Eldridge’s classes would begin at a point and grow and grow with his energy. He would make you feel like you should never close your expectations and your learning capabilities. Always be ready to experience and never limit yourself. Always question but never in a negative way. Question why but do it in a way to make yourself ready to learn more. Never accept something as the best you can do always strive to do better. He would make his flier/ Art that he would go through Seigfried handing out until they were gone. It gave you sense of never taking yourself too seriously or your Artwork. Make it about the creation but don’t put yourself on a pedastel. This was my take on his classes and what I got out of it. I think that each person could get a different messages from him. They could all learn different things at the same time each what they needed to learn at that time. I can’t say I understand all his art but I admire his style his spirit and his prolific tendencies. His energy and voice would wake up any student that needed a kick in the pants.

Tue, October 12, 2010 @ 12:18 PM

6. Robbie Schneider wrote:
While living in Athens, after having graduated from OU, a friend came back and took me out to Aethelred’s home. I’d honestly never even heard of him, but my friend had taken his classes. This was the first of maybe five or six unannounced visits to his place. He was always extremely hospitable, offering us a Schlitz to drink while we talked. Actually, AE did most of the talking. My friend tried to keep-up… I just enjoyed listening! The most memorable visit was January 1, 2000, when my friend, our girlfriends and myself drove over from Cincinnati. Due to the weather, we were inside the entire time with the fireplace going. He took us on a tour of everything: upstairs, downstairs, workshop, home, etc. Fond memories!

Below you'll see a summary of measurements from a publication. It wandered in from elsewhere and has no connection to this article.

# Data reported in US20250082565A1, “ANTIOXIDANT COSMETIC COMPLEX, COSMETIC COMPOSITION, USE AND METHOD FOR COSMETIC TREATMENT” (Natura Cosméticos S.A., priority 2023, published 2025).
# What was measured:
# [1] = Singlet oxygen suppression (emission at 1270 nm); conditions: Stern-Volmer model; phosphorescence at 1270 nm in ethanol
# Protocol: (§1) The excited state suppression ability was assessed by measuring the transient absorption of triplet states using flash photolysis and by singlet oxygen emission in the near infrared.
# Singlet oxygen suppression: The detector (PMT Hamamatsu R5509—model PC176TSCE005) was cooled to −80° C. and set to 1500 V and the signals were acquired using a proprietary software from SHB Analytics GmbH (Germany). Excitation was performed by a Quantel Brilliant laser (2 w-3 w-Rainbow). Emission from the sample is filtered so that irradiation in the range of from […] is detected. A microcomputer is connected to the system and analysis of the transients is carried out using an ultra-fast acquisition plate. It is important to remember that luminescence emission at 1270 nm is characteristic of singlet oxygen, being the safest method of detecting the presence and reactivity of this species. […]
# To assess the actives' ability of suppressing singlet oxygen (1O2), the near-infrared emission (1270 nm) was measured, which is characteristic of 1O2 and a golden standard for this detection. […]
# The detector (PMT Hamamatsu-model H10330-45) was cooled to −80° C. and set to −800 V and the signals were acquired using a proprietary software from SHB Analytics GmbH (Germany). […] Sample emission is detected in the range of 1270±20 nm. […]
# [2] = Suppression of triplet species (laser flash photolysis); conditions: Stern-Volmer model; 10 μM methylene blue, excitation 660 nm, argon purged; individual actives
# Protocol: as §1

Tue, October 12, 2010 @ 12:19 PM

7. Kyle Browne wrote:
Before graduating in 2007, I had the chance to take his class, essentially, twice. Two similar “lectures” are listed under different headings, which, in the spirit of AE, may be a clever circumvention of the standard course-taking rules. It is an amazing attempt to extract the bits of meaning from the tips of his many varied tangents, and pull them back together to synthesize any quantity (and quality) of new associations. Some of my most interesting implicitly-conceived drawings have come from (I would assume) the affects of his train of thought speeches. I wish I had noted more of his phrases, but the one which stuck without ink is stirring: “I shot an arrow into the sky. Where it landed, I know not why.” (also, I seem to recall this being said with no pretext, nor context.)

Tue, October 12, 2010 @ 12:19 PM

8. Vincent Gonzalez wrote: